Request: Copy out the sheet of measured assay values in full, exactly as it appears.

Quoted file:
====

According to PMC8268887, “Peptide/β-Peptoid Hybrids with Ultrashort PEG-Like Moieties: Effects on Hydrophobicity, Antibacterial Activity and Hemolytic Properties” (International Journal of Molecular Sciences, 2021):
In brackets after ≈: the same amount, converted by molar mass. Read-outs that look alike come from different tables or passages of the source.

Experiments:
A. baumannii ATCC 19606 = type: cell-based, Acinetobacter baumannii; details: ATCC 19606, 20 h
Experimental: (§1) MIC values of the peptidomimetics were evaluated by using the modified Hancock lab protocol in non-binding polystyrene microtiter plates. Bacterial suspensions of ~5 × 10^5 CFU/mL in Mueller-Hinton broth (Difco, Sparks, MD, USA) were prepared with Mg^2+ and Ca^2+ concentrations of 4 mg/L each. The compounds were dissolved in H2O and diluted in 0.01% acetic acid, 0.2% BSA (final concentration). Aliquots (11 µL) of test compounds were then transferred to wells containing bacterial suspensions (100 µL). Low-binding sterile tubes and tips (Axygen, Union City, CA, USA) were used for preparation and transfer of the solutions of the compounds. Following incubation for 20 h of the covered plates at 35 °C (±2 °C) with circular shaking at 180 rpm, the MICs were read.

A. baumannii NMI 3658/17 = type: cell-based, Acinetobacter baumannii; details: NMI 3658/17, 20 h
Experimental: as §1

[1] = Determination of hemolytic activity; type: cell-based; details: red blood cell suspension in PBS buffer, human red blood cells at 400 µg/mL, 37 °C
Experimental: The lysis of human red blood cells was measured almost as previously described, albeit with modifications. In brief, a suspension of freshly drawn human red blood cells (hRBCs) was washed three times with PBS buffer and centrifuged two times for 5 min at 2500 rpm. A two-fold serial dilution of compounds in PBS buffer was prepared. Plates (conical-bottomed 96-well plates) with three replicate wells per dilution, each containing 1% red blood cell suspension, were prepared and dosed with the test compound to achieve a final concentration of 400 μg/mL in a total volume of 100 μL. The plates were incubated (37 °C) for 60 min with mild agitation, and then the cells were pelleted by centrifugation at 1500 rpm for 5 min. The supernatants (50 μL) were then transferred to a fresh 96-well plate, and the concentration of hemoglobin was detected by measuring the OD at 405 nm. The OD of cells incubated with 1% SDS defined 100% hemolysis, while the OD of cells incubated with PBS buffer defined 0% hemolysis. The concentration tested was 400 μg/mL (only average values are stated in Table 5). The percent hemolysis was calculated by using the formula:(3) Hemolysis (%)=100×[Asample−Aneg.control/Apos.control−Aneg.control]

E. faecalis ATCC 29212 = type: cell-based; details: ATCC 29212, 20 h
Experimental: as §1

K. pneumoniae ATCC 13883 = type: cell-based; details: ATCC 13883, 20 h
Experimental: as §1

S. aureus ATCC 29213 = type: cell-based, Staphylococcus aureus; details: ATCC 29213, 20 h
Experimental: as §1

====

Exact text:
According to PMC8268887, “Peptide/β-Peptoid Hybrids with Ultrashort PEG-Like Moieties: Effects on Hydrophobicity, Antibacterial Activity and Hemolytic Properties” (International Journal of Molecular Sciences, 2021):
In brackets after ≈: the same amount, converted by molar mass. Read-outs that look alike come from different tables or passages of the source.

Experiments:
A. baumannii ATCC 19606 = type: cell-based, Acinetobacter baumannii; details: ATCC 19606, 20 h
Experimental: (§1) MIC values of the peptidomimetics were evaluated by using the modified Hancock lab protocol in non-binding polystyrene microtiter plates. Bacterial suspensions of ~5 × 10^5 CFU/mL in Mueller-Hinton broth (Difco, Sparks, MD, USA) were prepared with Mg^2+ and Ca^2+ concentrations of 4 mg/L each. The compounds were dissolved in H2O and diluted in 0.01% acetic acid, 0.2% BSA (final concentration). Aliquots (11 µL) of test compounds were then transferred to wells containing bacterial suspensions (100 µL). Low-binding sterile tubes and tips (Axygen, Union City, CA, USA) were used for preparation and transfer of the solutions of the compounds. Following incubation for 20 h of the covered plates at 35 °C (±2 °C) with circular shaking at 180 rpm, the MICs were read.

A. baumannii NMI 3658/17 = type: cell-based, Acinetobacter baumannii; details: NMI 3658/17, 20 h
Experimental: as §1

[1] = Determination of hemolytic activity; type: cell-based; details: red blood cell suspension in PBS buffer, human red blood cells at 400 µg/mL, 37 °C
Experimental: The lysis of human red blood cells was measured almost as previously described, albeit with modifications. In brief, a suspension of freshly drawn human red blood cells (hRBCs) was washed three times with PBS buffer and centrifuged two times for 5 min at 2500 rpm. A two-fold serial dilution of compounds in PBS buffer was prepared. Plates (conical-bottomed 96-well plates) with three replicate wells per dilution, each containing 1% red blood cell suspension, were prepared and dosed with the test compound to achieve a final concentration of 400 μg/mL in a total volume of 100 μL. The plates were incubated (37 °C) for 60 min with mild agitation, and then the cells were pelleted by centrifugation at 1500 rpm for 5 min. The supernatants (50 μL) were then transferred to a fresh 96-well plate, and the concentration of hemoglobin was detected by measuring the OD at 405 nm. The OD of cells incubated with 1% SDS defined 100% hemolysis, while the OD of cells incubated with PBS buffer defined 0% hemolysis. The concentration tested was 400 μg/mL (only average values are stated in Table 5). The percent hemolysis was calculated by using the formula:(3) Hemolysis (%)=100×[Asample−Aneg.control/Apos.control−Aneg.control]

E. faecalis ATCC 29212 = type: cell-based; details: ATCC 29212, 20 h
Experimental: as §1

K. pneumoniae ATCC 13883 = type: cell-based; details: ATCC 13883, 20 h
Experimental: as §1

S. aureus ATCC 29213 = type: cell-based, Staphylococcus aureus; details: ATCC 29213, 20 h
Experimental: as §1